It's not just men working in startups who are accused of behaving badly. Last year, former Yahoo engineer Nan Shi filed a lawsuit alleging her boss Maria Zhang forced her to have sex with her on multiple occasions. A few days later Zhang filed her own suit against Shi, accusing her of defamation and "outrageously false allegations."
And in 2013, a male employee at Squareof sexual harassment. Rabois resigned from the company as a result.
If nothing else, Pao's lawsuit has prompted companies throughout the tech industry to reevaluate their employment practices. Women make up 32 percent or less of the workforce at tech's top companies, and the numbers are even lower in leadership and other high-ranking positions, according to diversity figures released by Apple, Facebook, Google and Twitter, among others.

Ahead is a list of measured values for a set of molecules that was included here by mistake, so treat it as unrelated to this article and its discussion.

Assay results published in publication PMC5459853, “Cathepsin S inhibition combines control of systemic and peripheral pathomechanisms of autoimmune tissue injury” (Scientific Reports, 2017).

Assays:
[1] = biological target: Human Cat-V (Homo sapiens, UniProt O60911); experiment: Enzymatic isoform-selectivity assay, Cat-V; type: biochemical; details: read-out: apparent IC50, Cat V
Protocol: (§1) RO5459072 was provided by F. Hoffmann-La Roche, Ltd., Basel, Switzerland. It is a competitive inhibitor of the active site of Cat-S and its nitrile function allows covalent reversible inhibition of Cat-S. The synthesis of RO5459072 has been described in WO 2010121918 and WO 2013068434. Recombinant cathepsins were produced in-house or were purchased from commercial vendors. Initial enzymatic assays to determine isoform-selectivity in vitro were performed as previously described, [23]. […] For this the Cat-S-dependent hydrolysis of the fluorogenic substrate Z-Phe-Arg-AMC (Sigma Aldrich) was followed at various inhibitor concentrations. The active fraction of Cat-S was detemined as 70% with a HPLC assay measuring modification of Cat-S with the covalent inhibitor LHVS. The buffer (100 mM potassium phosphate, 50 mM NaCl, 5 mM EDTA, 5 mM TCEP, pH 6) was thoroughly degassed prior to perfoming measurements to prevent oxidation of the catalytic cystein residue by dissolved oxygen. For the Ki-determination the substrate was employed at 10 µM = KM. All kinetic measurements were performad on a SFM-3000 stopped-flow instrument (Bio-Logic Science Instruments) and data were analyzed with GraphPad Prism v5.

Many companies have vowed to hire more women, but that won't be a quick fix.
They may also need to revisit the idea of what a company's "culture" means since having a work environment that's free of discrimination isn't just the law -- it's a good idea. Few businesses want their reputations damaged by having their dirty laundry aired in front of a 24-hour news cycle. Kleiner Perkins, in fact, offered to settle with Pao before the trial. She declined because, she said, she wanted to make things better for women.
"No woman, whether she works in tech or another industry, should say 'Uh oh, my case got worse because Ellen Pao lost,'" says Bluer, the San Francisco employment lawyer. "Tech companies in particular will be reevaluating their human resources policies or will create one if they haven't already."
And maybe -- just maybe -- that will make life in the workplace more equitable for everyone.
Correction, 10:15 a.m. PT: This story incorrectly described a claim Chia Hong filed against Facebook. Her lawsuit accuses the social network of sex harassment.
Update, 1:45 p.m. PT: Adds comment from Zillow.
Solving for XX